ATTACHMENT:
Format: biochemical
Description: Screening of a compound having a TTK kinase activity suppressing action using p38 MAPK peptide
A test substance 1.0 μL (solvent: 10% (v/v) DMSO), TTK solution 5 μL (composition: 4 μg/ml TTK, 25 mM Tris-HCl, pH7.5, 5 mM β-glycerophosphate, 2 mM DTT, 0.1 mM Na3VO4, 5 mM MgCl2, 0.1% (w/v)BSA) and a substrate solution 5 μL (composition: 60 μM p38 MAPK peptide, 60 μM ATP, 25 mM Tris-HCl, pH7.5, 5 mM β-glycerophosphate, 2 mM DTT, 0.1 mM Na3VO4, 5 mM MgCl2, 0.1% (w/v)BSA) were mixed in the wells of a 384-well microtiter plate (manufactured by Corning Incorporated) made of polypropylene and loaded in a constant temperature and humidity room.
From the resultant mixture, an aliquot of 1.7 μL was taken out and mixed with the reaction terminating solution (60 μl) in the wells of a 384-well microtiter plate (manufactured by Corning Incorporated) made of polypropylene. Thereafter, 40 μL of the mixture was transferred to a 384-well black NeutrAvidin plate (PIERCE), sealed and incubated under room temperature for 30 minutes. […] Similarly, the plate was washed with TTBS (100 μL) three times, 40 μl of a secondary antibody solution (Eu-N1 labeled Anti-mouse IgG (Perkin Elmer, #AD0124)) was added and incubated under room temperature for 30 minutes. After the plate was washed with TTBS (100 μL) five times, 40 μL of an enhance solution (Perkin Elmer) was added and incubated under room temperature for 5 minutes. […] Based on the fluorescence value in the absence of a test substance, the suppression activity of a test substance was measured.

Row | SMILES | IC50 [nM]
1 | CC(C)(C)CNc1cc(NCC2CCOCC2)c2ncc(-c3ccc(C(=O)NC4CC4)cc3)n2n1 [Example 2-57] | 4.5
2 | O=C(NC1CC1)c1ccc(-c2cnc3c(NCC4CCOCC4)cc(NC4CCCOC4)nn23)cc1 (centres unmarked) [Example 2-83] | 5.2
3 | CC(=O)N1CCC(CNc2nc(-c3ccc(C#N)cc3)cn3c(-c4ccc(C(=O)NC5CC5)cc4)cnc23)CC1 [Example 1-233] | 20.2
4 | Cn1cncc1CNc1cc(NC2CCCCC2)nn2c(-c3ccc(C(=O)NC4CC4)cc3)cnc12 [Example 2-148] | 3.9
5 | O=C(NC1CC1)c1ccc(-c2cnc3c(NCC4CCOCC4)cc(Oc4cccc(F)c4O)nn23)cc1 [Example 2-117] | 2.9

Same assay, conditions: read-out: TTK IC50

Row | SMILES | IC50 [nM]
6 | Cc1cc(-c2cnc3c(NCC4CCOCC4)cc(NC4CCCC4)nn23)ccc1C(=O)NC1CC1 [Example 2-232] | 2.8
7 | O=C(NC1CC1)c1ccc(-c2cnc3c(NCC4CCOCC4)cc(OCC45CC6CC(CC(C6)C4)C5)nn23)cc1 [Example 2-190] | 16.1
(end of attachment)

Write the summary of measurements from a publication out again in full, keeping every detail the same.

Format: biochemical
Description: Screening of a compound having a TTK kinase activity suppressing action using p38 MAPK peptide
A test substance 1.0 μL (solvent: 10% (v/v) DMSO), TTK solution 5 μL (composition: 4 μg/ml TTK, 25 mM Tris-HCl, pH7.5, 5 mM β-glycerophosphate, 2 mM DTT, 0.1 mM Na3VO4, 5 mM MgCl2, 0.1% (w/v)BSA) and a substrate solution 5 μL (composition: 60 μM p38 MAPK peptide, 60 μM ATP, 25 mM Tris-HCl, pH7.5, 5 mM β-glycerophosphate, 2 mM DTT, 0.1 mM Na3VO4, 5 mM MgCl2, 0.1% (w/v)BSA) were mixed in the wells of a 384-well microtiter plate (manufactured by Corning Incorporated) made of polypropylene and loaded in a constant temperature and humidity room.
From the resultant mixture, an aliquot of 1.7 μL was taken out and mixed with the reaction terminating solution (60 μl) in the wells of a 384-well microtiter plate (manufactured by Corning Incorporated) made of polypropylene. Thereafter, 40 μL of the mixture was transferred to a 384-well black NeutrAvidin plate (PIERCE), sealed and incubated under room temperature for 30 minutes. […] Similarly, the plate was washed with TTBS (100 μL) three times, 40 μl of a secondary antibody solution (Eu-N1 labeled Anti-mouse IgG (Perkin Elmer, #AD0124)) was added and incubated under room temperature for 30 minutes. After the plate was washed with TTBS (100 μL) five times, 40 μL of an enhance solution (Perkin Elmer) was added and incubated under room temperature for 5 minutes. […] Based on the fluorescence value in the absence of a test substance, the suppression activity of a test substance was measured.

Row | SMILES | IC50 [nM]
1 | CC(C)(C)CNc1cc(NCC2CCOCC2)c2ncc(-c3ccc(C(=O)NC4CC4)cc3)n2n1 [Example 2-57] | 4.5
2 | O=C(NC1CC1)c1ccc(-c2cnc3c(NCC4CCOCC4)cc(NC4CCCOC4)nn23)cc1 (centres unmarked) [Example 2-83] | 5.2
3 | CC(=O)N1CCC(CNc2nc(-c3ccc(C#N)cc3)cn3c(-c4ccc(C(=O)NC5CC5)cc4)cnc23)CC1 [Example 1-233] | 20.2
4 | Cn1cncc1CNc1cc(NC2CCCCC2)nn2c(-c3ccc(C(=O)NC4CC4)cc3)cnc12 [Example 2-148] | 3.9
5 | O=C(NC1CC1)c1ccc(-c2cnc3c(NCC4CCOCC4)cc(Oc4cccc(F)c4O)nn23)cc1 [Example 2-117] | 2.9

Same assay, conditions: read-out: TTK IC50

Row | SMILES | IC50 [nM]
6 | Cc1cc(-c2cnc3c(NCC4CCOCC4)cc(NC4CCCC4)nn23)ccc1C(=O)NC1CC1 [Example 2-232] | 2.8
7 | O=C(NC1CC1)c1ccc(-c2cnc3c(NCC4CCOCC4)cc(OCC45CC6CC(CC(C6)C4)C5)nn23)cc1 [Example 2-190] | 16.1